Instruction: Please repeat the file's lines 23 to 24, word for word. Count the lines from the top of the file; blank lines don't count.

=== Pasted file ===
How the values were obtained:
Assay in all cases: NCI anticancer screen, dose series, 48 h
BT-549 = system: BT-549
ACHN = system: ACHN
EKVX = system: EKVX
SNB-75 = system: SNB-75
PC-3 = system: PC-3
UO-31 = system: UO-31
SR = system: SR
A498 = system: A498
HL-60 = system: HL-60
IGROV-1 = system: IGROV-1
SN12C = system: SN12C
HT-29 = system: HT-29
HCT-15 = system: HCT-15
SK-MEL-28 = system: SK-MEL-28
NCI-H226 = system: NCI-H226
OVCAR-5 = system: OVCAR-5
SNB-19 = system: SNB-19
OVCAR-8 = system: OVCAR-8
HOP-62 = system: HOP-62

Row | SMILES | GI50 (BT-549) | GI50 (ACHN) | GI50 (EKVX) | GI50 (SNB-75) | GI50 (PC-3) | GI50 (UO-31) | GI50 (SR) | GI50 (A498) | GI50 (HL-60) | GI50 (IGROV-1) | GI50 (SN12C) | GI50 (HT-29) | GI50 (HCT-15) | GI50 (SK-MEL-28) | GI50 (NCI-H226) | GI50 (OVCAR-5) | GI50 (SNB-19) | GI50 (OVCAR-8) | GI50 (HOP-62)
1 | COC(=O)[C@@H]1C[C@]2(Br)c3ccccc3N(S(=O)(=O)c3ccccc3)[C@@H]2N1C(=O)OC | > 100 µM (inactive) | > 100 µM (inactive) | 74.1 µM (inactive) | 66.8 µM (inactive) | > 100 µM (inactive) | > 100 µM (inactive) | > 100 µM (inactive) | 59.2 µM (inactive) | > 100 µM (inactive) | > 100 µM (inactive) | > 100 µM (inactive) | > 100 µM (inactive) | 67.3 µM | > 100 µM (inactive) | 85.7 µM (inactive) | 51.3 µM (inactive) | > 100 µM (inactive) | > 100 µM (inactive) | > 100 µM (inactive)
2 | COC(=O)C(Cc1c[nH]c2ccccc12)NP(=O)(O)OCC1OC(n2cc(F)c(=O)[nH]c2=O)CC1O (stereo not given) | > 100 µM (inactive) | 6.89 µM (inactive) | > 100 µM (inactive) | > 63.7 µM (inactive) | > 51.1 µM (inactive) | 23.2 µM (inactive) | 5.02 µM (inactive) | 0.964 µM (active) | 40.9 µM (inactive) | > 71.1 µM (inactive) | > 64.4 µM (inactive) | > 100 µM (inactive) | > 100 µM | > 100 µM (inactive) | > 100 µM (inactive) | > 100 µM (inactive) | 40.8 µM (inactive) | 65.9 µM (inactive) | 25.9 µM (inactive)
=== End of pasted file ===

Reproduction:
1 | COC(=O)[C@@H]1C[C@]2(Br)c3ccccc3N(S(=O)(=O)c3ccccc3)[C@@H]2N1C(=O)OC | > 100 µM (inactive) | > 100 µM (inactive) | 74.1 µM (inactive) | 66.8 µM (inactive) | > 100 µM (inactive) | > 100 µM (inactive) | > 100 µM (inactive) | 59.2 µM (inactive) | > 100 µM (inactive) | > 100 µM (inactive) | > 100 µM (inactive) | > 100 µM (inactive) | 67.3 µM | > 100 µM (inactive) | 85.7 µM (inactive) | 51.3 µM (inactive) | > 100 µM (inactive) | > 100 µM (inactive) | > 100 µM (inactive)
2 | COC(=O)C(Cc1c[nH]c2ccccc12)NP(=O)(O)OCC1OC(n2cc(F)c(=O)[nH]c2=O)CC1O (stereo not given) | > 100 µM (inactive) | 6.89 µM (inactive) | > 100 µM (inactive) | > 63.7 µM (inactive) | > 51.1 µM (inactive) | 23.2 µM (inactive) | 5.02 µM (inactive) | 0.964 µM (active) | 40.9 µM (inactive) | > 71.1 µM (inactive) | > 64.4 µM (inactive) | > 100 µM (inactive) | > 100 µM | > 100 µM (inactive) | > 100 µM (inactive) | > 100 µM (inactive) | 40.8 µM (inactive) | 65.9 µM (inactive) | 25.9 µM (inactive)